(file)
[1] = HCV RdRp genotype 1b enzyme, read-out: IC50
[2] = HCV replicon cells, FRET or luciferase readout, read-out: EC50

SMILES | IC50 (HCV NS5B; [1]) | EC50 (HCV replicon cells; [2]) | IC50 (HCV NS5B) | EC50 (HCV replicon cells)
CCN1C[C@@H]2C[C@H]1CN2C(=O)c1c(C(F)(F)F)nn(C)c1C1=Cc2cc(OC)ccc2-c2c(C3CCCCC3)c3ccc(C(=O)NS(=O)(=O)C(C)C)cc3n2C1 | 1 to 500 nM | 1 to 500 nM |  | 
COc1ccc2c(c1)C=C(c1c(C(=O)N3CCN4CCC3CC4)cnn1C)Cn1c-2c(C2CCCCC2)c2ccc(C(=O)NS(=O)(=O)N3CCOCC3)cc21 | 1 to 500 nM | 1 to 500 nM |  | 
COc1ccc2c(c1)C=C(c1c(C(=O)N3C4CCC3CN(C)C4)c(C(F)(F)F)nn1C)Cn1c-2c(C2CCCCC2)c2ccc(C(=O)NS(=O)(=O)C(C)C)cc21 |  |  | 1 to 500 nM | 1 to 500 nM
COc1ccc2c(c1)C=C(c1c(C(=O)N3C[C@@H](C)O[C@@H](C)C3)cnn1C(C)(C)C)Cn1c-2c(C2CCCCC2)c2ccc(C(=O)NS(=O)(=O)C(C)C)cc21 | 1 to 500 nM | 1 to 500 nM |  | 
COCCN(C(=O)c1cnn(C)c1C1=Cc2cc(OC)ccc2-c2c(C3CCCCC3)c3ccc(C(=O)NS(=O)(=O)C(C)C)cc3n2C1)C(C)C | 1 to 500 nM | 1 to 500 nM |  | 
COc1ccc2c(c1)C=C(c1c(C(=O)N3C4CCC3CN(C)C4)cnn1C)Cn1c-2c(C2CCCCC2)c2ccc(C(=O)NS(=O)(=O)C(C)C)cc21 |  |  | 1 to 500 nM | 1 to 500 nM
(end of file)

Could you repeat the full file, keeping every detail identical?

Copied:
[1] = HCV RdRp genotype 1b enzyme, read-out: IC50
[2] = HCV replicon cells, FRET or luciferase readout, read-out: EC50

SMILES | IC50 (HCV NS5B; [1]) | EC50 (HCV replicon cells; [2]) | IC50 (HCV NS5B) | EC50 (HCV replicon cells)
CCN1C[C@@H]2C[C@H]1CN2C(=O)c1c(C(F)(F)F)nn(C)c1C1=Cc2cc(OC)ccc2-c2c(C3CCCCC3)c3ccc(C(=O)NS(=O)(=O)C(C)C)cc3n2C1 | 1 to 500 nM | 1 to 500 nM |  | 
COc1ccc2c(c1)C=C(c1c(C(=O)N3CCN4CCC3CC4)cnn1C)Cn1c-2c(C2CCCCC2)c2ccc(C(=O)NS(=O)(=O)N3CCOCC3)cc21 | 1 to 500 nM | 1 to 500 nM |  | 
COc1ccc2c(c1)C=C(c1c(C(=O)N3C4CCC3CN(C)C4)c(C(F)(F)F)nn1C)Cn1c-2c(C2CCCCC2)c2ccc(C(=O)NS(=O)(=O)C(C)C)cc21 |  |  | 1 to 500 nM | 1 to 500 nM
COc1ccc2c(c1)C=C(c1c(C(=O)N3C[C@@H](C)O[C@@H](C)C3)cnn1C(C)(C)C)Cn1c-2c(C2CCCCC2)c2ccc(C(=O)NS(=O)(=O)C(C)C)cc21 | 1 to 500 nM | 1 to 500 nM |  | 
COCCN(C(=O)c1cnn(C)c1C1=Cc2cc(OC)ccc2-c2c(C3CCCCC3)c3ccc(C(=O)NS(=O)(=O)C(C)C)cc3n2C1)C(C)C | 1 to 500 nM | 1 to 500 nM |  | 
COc1ccc2c(c1)C=C(c1c(C(=O)N3C4CCC3CN(C)C4)cnn1C)Cn1c-2c(C2CCCCC2)c2ccc(C(=O)NS(=O)(=O)C(C)C)cc21 |  |  | 1 to 500 nM | 1 to 500 nM